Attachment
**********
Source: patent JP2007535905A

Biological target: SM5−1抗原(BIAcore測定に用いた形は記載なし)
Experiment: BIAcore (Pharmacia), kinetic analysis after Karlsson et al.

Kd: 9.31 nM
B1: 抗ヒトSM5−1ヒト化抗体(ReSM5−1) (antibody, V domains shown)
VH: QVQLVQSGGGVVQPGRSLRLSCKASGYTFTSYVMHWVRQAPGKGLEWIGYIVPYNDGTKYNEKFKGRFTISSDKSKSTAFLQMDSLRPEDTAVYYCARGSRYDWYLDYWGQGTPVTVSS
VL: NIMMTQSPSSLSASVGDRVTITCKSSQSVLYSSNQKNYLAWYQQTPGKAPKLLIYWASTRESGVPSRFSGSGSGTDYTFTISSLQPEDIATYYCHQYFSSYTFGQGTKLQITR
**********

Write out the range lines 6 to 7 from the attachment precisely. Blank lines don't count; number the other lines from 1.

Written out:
VH: QVQLVQSGGGVVQPGRSLRLSCKASGYTFTSYVMHWVRQAPGKGLEWIGYIVPYNDGTKYNEKFKGRFTISSDKSKSTAFLQMDSLRPEDTAVYYCARGSRYDWYLDYWGQGTPVTVSS
VL: NIMMTQSPSSLSASVGDRVTITCKSSQSVLYSSNQKNYLAWYQQTPGKAPKLLIYWASTRESGVPSRFSGSGSGTDYTFTISSLQPEDIATYYCHQYFSSYTFGQGTKLQITR